Hi there,

Jean-Marc Orliaguet wrote:
 > are there any guidelines / best practises for setting the contents of
__init__.py, interfaces.py, and the packages that they import or that they expose? there are too many alternatives and too many ways of ending up doing circular imports and I'd like to have a consistent pattern for reducing that risk.

but there doesn't seem to be a 100% clear pattern to follow when looking at the zope3 code base:

some packages in have all the implementation code in __init__.py, others have it in a file and the imports are done in __init__.py, others import files starting with an underscore (to make them private I suppose).

I personally very much prefer __init__.py to be as empty as possible. I like namespace packages. For me it's always a doubletake when I realize most of the implementation of some Zope 3 package I'm trying to understand is actually hiding out in __init__.py, so I don't like this practice.

some packages have an interfaces.py file others have a "interfaces" folder, others have the interface definitions in the implementation code itself ...

The pattern changed over time during Zope 3 development. In my current opinion, interfaces.py should usually be able to accomodate all the interfaces of a package. If interface definitions are to be 'private' then they can be in the implementation code, but such privacy is very, very rare in practice.

Jim mentioned to me that only public and official interface definitions should be listed in 'interfaces', the others should be defined inline with the implementation - are there guidelines to follow?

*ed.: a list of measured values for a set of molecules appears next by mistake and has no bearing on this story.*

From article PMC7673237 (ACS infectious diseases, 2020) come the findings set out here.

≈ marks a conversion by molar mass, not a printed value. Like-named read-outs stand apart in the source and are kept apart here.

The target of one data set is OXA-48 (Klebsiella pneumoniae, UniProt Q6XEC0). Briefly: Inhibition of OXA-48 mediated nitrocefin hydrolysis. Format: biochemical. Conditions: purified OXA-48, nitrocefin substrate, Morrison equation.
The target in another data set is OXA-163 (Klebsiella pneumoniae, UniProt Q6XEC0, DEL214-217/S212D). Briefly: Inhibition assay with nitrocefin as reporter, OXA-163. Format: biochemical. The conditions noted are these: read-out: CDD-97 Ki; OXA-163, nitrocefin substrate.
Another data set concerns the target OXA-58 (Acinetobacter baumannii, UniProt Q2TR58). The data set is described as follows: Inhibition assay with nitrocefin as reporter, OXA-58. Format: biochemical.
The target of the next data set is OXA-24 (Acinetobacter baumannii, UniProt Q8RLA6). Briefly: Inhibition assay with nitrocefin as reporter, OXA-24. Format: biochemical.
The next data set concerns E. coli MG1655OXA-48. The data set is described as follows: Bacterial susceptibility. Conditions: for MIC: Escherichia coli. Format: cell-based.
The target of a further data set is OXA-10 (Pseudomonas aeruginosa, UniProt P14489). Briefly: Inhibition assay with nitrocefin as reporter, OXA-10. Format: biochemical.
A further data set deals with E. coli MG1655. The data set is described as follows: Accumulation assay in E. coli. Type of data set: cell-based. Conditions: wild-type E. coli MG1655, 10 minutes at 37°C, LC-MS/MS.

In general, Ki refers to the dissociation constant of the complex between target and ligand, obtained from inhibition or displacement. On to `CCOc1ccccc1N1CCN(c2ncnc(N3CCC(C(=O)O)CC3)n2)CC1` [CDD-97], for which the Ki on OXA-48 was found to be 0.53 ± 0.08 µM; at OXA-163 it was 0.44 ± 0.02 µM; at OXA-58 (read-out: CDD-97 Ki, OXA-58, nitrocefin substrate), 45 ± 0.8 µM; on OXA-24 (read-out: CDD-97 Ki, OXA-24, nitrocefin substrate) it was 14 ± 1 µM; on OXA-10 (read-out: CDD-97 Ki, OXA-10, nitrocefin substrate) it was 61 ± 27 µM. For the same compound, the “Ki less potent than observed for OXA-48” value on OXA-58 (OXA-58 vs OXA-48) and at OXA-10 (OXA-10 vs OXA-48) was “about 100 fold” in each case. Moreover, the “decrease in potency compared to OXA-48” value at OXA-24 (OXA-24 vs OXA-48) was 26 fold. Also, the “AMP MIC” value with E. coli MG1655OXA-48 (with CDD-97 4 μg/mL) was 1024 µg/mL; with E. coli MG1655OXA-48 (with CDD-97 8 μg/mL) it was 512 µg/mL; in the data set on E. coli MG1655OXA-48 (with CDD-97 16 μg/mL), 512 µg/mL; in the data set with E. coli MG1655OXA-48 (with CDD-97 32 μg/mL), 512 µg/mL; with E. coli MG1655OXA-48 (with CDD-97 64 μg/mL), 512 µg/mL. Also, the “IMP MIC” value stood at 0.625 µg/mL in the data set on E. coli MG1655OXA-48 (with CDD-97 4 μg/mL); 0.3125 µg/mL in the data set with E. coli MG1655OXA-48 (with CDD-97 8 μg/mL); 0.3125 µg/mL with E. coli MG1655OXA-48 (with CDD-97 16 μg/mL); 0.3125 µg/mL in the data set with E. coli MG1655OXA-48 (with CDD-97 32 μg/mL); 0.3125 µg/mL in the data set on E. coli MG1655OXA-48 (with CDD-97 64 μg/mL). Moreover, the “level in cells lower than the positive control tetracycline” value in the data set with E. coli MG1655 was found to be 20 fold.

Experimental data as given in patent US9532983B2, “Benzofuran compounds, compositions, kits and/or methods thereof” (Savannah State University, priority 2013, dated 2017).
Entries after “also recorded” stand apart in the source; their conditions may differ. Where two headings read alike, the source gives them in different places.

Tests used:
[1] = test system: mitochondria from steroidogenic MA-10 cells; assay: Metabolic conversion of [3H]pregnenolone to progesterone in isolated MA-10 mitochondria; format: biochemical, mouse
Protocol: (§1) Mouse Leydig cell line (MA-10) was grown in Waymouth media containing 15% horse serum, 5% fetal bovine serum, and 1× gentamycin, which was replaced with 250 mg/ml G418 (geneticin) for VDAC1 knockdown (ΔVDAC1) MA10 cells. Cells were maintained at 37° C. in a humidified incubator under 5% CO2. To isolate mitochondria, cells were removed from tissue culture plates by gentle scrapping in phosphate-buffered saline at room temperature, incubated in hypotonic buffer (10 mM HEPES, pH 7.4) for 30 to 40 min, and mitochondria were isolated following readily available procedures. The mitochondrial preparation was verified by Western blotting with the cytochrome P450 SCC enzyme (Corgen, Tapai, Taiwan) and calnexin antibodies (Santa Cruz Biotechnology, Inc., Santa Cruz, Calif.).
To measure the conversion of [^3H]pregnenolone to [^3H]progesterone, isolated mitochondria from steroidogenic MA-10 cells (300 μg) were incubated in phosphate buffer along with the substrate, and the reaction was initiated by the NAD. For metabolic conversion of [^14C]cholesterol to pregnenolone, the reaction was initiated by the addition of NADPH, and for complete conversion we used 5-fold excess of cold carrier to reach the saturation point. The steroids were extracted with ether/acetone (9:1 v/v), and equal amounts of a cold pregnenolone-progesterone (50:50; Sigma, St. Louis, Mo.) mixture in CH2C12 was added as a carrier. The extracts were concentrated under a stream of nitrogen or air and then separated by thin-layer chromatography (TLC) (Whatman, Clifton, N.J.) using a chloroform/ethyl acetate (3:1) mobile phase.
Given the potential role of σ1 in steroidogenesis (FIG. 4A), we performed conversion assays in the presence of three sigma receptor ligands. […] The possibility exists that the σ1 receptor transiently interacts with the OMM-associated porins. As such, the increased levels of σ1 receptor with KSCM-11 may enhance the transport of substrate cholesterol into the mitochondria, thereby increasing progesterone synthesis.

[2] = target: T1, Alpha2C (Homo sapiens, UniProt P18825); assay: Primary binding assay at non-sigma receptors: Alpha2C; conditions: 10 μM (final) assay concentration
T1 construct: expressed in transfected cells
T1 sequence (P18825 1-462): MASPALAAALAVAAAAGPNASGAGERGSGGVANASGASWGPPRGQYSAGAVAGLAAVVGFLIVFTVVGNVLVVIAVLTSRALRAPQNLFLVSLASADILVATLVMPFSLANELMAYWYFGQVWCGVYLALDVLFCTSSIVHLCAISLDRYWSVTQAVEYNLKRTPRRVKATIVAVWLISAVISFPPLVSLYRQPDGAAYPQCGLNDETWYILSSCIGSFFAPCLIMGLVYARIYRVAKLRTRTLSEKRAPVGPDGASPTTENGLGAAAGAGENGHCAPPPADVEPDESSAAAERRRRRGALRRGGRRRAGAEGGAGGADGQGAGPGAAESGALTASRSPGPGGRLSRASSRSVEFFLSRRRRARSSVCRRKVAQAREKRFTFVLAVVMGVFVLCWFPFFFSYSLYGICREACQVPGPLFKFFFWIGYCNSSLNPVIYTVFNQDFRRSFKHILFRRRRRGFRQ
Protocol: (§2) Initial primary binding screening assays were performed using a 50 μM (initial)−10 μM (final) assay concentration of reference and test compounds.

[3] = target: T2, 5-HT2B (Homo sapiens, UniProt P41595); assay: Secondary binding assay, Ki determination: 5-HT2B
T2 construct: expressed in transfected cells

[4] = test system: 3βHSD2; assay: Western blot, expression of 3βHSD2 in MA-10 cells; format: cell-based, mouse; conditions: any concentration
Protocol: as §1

Don't know. I think the best rule would be to make the interface public unless you have a very good reason not to do so, not the other way around.

I like the inline option because it reduces the amount of imports and the risk for import cycles. Does it mean that interfaces should be defined inline with the code and those that are "official" be imported from intertaces.py? It sounds like a good pattern.

With this pattern, the chances are increased people will point to the interface through two different paths, and the chances are increased that people forget to import things to interfaces.py even though they should. It's also an extra indirection; people looking for the interface referenced in some ZCML file discover that in fact they need to go to another module yet again when they look it up.

I tend to stick all my interfaces in interfaces.py. I believe keeping interfaces at least somewhat separate from implementation is valuable. It also makes for an easy place to go to to actually find out what interfaces are defined by a package -- I don't have to go read all the source code to see what interfaces exist. You can posit documentation tools that create such a list of all interfaces, but I like my code being inviting to all comers, whether or not they have particular tools.

If you really like the other pattern of sticking interfaces together with implementation code, then perhaps don't import them into interfaces.py and don't add an interfaces.py at all. This way things will at least be clearly defined in one place only.

I don't really think the public/private divide between interfaces is strong enough to worry too much about hiding certain interfaces.

My recommendations for any guidelines would be:

* use namespace packages, so nothing (or very minimal stuff only, like a few imports) in __init__.py. I think this is recommended practice outside of Zope 3 as well, so we should stick with this. Twisted seems to have small or empty __init__.py packages for instance, and so does PEAK, to compare with some other large frameworks in Python.

* use interfaces.py and put interfaces there unless there's a very good reason it should be private (which is rare).


Zope3-dev mailing list
Unsub: http://mail.zope.org/mailman/options/zope3-dev/archive%40mail-archive.com

Reply via email to